Revolade (eltrombopag) showed lower rate of bleeding-related episodes and similar rate of thrombotic events vs. romiplostim, rituximab and splenectomy, in a retrospective analysis of US electronic health records
Patients who received splenectomy, as second-line regimen, showed highest platelet counts and most frequent thrombotic event rates among groups receiving other therapies
Immune thrombocytopenia (ITP) is a rare blood disorder where there is an increased risk of bleeding due to a low number of platelets
Basel, December 2, 2018- Novartis announced results of a retrospective, real-world evidence study in patients with immune thrombocytopenia (ITP) treated with Revolade® (eltrombopag), compared to other second-line therapies. The data demonstrated that patients experienced better clinical outcomes with Revolade, in terms of fewer bleeding episodes. The data were presented during the 60th Annual Meeting of the American Society of Hematology (ASH) in San Diego.
"Despite advances in treating immune thrombocytopenia, many patients remain at risk for bleeding episodes," said Samit Hirawat, MD, Head, Novartis Oncology Global Drug Development. "With these kind of real-world data, we can reimagine care by more clearly understanding the outcomes of a range of treatments and, in turn, helping healthcare providers better navigate available options with their patients."
Electronic health records (EHR) data from January 1, 2009 to September 30, 2016 from the Optum® EHR database were used to evaluate the effect of second-line agents for ITP. Identified patients had the following characteristics: 18 years or older, evidence of previous treatment with steroids or immune globulin products, and activity in the database for at least 6 months prior to and 12 months post initiation of a second-line agent. Treatment outcomes evaluated included platelet counts, bleeding related episodes (BREs), and thrombotic events (TEs) over the 12-month period following starting a second-line therapy.
Of the 2,526 adults that met the inclusion criteria, 110 (4.4%) received eltrombopag, 189 (7.5%) romiplostim, 1,488 (58.9%) rituximab, and 260 (10.3%) splenectomy, with the remaining 479 (18.9%) receiving a mix of other second-line agents. Compared to baseline, platelet counts increased in all treatment cohorts. The proportion of patients who experienced BREs ranged from 25.5% (eltrombopag) to 36.5% (romiplostim), while TEs were observed in all treatment cohorts ranging from 11.6% (eltrombopag) to 15.7% (splenectomy). An additional analysis demonstrated that patients with ITP who had a splenectomy as second-line treatment had the highest mean platelet counts during the first 12 months post treatment initiation, but were at greatest risk for TEs (15.7%) (e.g., stroke, transient ischemic attack, myocardial infarction, deep vein thrombosis, and pulmonary embolism) compared to 11.6% (eltrombopag), 12.7% (romiplostim), and 13.9% (rituximab).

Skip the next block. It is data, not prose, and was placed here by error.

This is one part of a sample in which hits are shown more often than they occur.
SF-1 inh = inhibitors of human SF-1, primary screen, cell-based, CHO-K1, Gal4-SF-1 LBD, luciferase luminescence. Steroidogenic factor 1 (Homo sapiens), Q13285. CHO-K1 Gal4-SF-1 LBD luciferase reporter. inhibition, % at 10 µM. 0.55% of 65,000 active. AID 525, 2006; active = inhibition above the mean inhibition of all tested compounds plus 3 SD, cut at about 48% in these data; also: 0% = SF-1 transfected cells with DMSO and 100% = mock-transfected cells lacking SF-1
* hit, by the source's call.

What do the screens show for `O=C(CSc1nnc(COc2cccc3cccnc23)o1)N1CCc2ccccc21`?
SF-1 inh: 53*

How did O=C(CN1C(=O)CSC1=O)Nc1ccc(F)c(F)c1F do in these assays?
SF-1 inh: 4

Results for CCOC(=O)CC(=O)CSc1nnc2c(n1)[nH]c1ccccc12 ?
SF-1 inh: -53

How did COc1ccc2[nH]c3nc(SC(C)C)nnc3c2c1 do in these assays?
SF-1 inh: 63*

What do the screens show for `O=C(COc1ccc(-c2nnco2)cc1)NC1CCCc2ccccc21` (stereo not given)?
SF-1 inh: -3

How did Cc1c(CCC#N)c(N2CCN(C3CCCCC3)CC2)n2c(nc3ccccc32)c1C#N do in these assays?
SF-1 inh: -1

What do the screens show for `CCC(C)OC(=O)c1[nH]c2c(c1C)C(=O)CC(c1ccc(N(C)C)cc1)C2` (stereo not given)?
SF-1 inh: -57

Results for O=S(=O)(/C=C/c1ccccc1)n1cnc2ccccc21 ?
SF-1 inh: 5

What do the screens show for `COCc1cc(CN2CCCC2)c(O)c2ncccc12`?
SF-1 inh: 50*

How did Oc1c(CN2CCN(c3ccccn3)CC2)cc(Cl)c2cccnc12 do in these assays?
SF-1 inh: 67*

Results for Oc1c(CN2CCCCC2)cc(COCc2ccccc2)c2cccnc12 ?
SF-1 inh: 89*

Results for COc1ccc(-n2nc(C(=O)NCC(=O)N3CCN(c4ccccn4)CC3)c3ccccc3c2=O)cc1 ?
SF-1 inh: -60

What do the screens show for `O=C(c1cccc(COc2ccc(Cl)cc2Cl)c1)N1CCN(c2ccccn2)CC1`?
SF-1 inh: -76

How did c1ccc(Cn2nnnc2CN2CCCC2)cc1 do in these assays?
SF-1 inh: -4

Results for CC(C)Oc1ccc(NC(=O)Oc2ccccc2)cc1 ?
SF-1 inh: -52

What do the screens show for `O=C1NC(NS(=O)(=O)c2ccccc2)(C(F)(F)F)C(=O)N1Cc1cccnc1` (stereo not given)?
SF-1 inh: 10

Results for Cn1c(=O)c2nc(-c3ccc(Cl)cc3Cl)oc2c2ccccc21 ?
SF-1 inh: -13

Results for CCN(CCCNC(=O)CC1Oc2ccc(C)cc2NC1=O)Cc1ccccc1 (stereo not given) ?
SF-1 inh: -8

"These real-world data can help doctors as they weigh options for second-line therapy with their patients." Adam Cuker, MD, Assistant Professor of Medicine at the University of Pennsylvania. "They may also help explain the long-term trend toward deferring splenectomies until after other lines of treatment have been tried."
Immune thrombocytopenia is a rare and potentially serious blood disorder where there is an increased risk of bleeding due to a low number of platelets. As a result, patients with ITP experience bruising, bleeding and, in rare cases, serious hemorrhage that can be fatal. The goal of treatment in chronic/persistent ITP is to maintain a safe platelet count that reduces the risk of bleeding.
Promacta®/Revolade® (eltrombopag) Eltrombopag, marketed as Promacta® in the US and Revolade® in countries outside the US, is approved in more than 90 countries worldwide for the treatment of thrombocytopenia in adult patients with chronic immune thrombocytopenic purpura (ITP) who have had an inadequate response or are intolerant to other treatments. It is also approved for the treatment of patients with severe aplastic anemia (SAA) as first-line therapy in the US (patients 2 years and older) and Japan, and in many other countries for patients who are refractory to other treatments. In more than 40 countries, Promacta/Revolade is indicate for the treatment of thrombocytopenia in patients with chronic hepatitis C to allow them to initiate and maintain interferon-based therapy. Promacta/Revolade is approved in the US and in the European Union for the treatment of thrombocytopenia in pediatric patients 1 year and older with chronic immune thrombocytopenia (ITP) who have had an insufficient response to corticosteroids, immunoglobulins, or splenectomy. Promacta should only be used in patients with ITP whose degree of thrombocytopenia and clinical condition increase the risk for bleeding.
Important Safety Information Promacta can cause serious side effects, including liver problems, abnormal liver function tests, high platelet counts and higher risk for blood clots, and new or worsened cataracts (a clouding of the lens in the eye).